eryksun eryksun at gmail.com
Thu Oct 4 22:17:47 CEST 2012

On Wed, Oct 3, 2012 at 12:11 AM, medusa <magicwizardstar at gmail.com> wrote:
> After all the data has been read the program looks through the dictionary
> using a maximum loop
> Instead of printing off a number beside the email, i got another email and i
> dont know how to fix it.
> <http://python.6.n6.nabble.com/file/n4990842/9.4_stuck.png>

A dict iterates over its keys, so your loop is finding the 'max' email
address (in string sort order), which is the one starting with the
letter 'z'.

You need to iterate over iteritems() if you want both keys and values:

    for item in messages.iteritems():

"item" is a tuple containing the (key, value) pair. You can
immediately unpack this tuple if you want:

    for email, count in messages.iteritems():

BTW, your variable named "max" is masking the built-in function "max"
that will do what you want, faster and simpler -- especially since
you're testing if "max is None" for every value in the loop.

In general for a reducing operation such as max (or min, sum, etc),
initialize to the first item of the iterable/iterator. You can get the
first item of an iterator using the built-in next() function. This
function has an optional 2nd argument to set a default value, which
could be used as a sentry, but let's use a simple test to see if
"messages" is empty instead of worrying about default values and
exception handling:

    if messages:
        it = messages.iteritems()
        max_item = next(it)
        for item in it:
            if item[1] > max_item[1]:
                max_item = item
        print max_item[0], max_item[1]
        print "no messages"

There's also the built-in function "reduce" for this kind of thing.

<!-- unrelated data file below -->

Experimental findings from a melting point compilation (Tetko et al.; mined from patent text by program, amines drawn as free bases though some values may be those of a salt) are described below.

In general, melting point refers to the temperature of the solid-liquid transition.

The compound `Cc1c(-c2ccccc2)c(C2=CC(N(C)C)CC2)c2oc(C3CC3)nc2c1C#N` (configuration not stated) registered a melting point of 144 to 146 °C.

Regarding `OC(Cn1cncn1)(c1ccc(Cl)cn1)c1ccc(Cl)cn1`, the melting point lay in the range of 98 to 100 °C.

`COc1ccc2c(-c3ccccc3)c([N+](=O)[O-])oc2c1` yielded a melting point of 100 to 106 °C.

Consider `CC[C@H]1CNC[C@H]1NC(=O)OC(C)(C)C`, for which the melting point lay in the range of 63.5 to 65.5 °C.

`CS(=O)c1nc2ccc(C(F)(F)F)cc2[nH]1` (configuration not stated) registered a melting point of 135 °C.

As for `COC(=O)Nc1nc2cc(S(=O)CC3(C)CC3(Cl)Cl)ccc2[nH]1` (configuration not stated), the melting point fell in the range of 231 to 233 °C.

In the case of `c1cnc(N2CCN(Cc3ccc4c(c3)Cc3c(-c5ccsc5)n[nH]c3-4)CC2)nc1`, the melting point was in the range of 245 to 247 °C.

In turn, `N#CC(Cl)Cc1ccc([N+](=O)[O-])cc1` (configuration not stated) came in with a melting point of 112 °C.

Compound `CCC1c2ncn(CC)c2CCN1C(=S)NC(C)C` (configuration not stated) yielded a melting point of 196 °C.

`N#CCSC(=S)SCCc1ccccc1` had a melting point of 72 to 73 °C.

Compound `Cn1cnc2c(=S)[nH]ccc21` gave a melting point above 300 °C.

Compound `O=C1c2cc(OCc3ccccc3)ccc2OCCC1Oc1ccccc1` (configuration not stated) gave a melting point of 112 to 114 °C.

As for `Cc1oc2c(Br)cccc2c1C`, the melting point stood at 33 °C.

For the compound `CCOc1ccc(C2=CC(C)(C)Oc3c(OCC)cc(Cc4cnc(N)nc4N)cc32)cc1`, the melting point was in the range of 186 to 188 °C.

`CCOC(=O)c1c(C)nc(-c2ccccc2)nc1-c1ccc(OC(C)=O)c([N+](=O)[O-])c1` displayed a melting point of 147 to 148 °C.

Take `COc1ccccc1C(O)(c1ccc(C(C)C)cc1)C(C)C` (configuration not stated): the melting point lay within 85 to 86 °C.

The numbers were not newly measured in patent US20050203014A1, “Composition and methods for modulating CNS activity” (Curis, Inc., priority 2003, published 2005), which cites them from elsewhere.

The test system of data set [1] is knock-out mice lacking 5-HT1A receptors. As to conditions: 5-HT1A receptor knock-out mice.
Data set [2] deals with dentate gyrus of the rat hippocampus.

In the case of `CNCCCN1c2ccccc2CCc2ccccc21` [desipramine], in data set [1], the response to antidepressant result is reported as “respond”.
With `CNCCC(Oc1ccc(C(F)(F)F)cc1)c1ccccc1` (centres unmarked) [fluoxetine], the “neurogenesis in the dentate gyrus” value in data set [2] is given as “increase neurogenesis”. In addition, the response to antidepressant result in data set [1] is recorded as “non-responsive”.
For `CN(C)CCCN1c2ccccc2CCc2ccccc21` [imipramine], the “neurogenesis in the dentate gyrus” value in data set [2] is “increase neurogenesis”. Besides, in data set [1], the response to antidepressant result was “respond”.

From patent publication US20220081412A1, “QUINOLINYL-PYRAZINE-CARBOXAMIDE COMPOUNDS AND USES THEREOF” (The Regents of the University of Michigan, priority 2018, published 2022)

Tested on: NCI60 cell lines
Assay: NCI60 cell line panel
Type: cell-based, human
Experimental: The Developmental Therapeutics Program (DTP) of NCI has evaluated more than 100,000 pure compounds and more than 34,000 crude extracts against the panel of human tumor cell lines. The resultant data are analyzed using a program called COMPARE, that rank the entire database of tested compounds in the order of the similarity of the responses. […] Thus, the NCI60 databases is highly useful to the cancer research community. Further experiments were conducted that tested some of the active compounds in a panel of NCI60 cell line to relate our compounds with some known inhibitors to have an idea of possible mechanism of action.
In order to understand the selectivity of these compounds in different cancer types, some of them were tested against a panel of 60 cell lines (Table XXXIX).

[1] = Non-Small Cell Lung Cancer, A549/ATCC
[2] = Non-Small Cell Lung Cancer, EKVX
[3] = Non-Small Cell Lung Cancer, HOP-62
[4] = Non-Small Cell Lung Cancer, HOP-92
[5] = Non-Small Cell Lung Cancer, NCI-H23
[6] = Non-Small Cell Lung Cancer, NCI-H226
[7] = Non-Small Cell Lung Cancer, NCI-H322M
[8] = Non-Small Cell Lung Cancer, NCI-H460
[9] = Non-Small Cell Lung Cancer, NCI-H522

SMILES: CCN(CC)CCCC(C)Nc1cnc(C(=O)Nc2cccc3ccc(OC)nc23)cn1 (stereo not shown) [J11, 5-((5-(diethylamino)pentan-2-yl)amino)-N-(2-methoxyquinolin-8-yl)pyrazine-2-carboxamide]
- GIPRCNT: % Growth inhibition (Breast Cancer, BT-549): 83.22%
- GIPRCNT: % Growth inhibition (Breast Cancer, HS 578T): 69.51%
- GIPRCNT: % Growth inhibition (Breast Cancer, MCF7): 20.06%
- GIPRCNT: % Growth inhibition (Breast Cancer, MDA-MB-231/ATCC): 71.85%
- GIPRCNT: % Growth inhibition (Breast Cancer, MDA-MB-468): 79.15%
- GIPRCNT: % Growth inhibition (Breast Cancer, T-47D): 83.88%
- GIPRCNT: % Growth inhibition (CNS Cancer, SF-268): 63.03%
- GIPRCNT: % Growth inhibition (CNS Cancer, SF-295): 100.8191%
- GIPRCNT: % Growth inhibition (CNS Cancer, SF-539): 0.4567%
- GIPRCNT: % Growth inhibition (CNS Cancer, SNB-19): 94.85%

Here's a simple example of how it works:

    >>> from operator import add
    >>> add(1, 1)
    >>> reduce(add, [1,1,1,1,1])

Here's what this does:

    add(1, 1) => 2
        add(2, 1) => 3
            add(3, 1) => 4
                add(4, 1) => 5

So you could replace the reducing loop with the built-in reduce()
function. First you have to define a simple function (call it "imax")
to return the max of two key/value tuple items based on the value in
index 1:

    imax = lambda a, b: b if b[1] > a[1] else a

    if messages:
        max_item = reduce(imax, messages.iteritems())
        print max_item[0], max_item[1]
        print "no messages"

Finally, here's a solution using "max". It's similar, but more efficient:

    from operator import itemgetter

    if messages:
        max_item = max(messages.iteritems(), key=itemgetter(1))
        print max_item[0], max_item[1]
        print "no messages"

dict.get also has a default value option, which will help to simplify
the code in your first for loop. Instead of testing if email is in
messages and special casing the first insertion, you can use
get(email, 0):

        messages[email] = messages.get(email, 0) + 1

Also, using a defaultdict would be even simpler and faster:

    >>> from collections import defaultdict
    >>> messages = defaultdict(int)

    >>> messages['magic at gmail.com'] += 1
    >>> messages
    defaultdict(<type 'int'>, {'magic at gmail.com': 1})

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